Transnationalism & Migration
Exploring representations of migration in literature, film, and music produced in the past twenty years, Christina Sisk argues that Mexico is imagined as a nation that exists outside of its territorial borders and into the United States.
A "sleepy crossroads that exists at a global flashpoint," Calexico serves as the reference point for veteran journalist Peter Laufer's chronicle of day-to-day life on the border. This wide-ranging, interview-driven book finds Laufer and travel companion/photographer on a weeklong road trip through the Imperial Valley and other border locales, engaging in earnest and revealing conversations with the people they meet along the way.
Diné Oral Histories of the Navajo-Hopi Land Dispute
This book presents the narratives of four Diné women who have resisted removal from a newly divided reservation in Arizona -- a chronicle of resistance as spoken from the hearts of those who have lived it.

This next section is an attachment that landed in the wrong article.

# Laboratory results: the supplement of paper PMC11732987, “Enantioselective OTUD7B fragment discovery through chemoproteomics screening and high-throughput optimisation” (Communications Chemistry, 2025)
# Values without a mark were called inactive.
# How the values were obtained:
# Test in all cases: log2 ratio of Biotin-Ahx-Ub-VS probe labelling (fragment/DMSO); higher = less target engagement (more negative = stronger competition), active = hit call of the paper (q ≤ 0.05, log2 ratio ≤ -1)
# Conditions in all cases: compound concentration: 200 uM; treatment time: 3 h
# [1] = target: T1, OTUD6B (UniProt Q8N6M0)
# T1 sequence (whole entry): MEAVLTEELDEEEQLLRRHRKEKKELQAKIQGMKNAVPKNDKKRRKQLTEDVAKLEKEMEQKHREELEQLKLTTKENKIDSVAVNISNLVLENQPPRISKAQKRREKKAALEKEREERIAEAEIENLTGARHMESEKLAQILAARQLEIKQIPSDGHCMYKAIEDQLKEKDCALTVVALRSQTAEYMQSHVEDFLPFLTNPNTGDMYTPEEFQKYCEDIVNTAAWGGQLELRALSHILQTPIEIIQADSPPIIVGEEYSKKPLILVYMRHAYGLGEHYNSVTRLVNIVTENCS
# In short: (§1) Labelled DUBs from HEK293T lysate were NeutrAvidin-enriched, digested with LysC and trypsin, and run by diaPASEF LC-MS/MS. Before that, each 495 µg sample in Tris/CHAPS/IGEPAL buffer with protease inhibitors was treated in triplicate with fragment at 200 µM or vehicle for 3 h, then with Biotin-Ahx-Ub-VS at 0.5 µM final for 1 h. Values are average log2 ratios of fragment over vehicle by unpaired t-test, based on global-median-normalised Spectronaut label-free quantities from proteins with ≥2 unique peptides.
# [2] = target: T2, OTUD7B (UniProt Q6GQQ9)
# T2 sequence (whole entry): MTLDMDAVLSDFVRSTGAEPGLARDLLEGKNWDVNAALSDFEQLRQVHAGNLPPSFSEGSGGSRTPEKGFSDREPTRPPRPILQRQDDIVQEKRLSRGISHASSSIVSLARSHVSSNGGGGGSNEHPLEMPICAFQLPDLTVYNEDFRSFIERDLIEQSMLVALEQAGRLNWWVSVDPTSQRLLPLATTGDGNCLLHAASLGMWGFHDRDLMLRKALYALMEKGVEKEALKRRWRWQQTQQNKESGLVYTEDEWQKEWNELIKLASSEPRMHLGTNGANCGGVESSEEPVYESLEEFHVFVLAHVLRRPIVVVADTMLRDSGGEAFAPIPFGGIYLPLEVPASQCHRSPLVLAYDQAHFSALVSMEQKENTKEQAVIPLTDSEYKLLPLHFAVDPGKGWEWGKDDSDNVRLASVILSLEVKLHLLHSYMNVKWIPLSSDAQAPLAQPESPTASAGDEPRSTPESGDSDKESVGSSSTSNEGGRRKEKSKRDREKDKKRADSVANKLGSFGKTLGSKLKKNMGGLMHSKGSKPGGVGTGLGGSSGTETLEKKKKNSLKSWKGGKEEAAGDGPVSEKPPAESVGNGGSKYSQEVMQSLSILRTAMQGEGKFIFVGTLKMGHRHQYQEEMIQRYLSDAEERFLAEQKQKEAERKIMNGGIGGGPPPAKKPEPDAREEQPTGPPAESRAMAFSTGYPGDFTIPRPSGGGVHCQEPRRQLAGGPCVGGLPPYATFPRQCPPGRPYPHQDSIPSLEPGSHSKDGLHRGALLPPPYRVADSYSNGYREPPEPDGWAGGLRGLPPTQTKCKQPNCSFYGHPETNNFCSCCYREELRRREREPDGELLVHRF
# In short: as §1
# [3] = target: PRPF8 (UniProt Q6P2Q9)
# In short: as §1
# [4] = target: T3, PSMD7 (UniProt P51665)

This book examines ways in which indigenous women participated in one of the most prominent institutions in colonial times--the Catholic Church--and what they made of their experience with convent life. It will appeal to scholars of literary criticism, women's studies, and colonial history, and to anyone interested in the ways that class, race, and gender intersected in the colonial world.
Firsthand accounts of migrants crossing the Arizona desert as told to volunteers for the Samaritans, a humanitarian group that provides water, food, and medical assistance. They not only offer a window on the migrants' plight but also a look at the challenges faced by volunteers in sometimes compromising situations.
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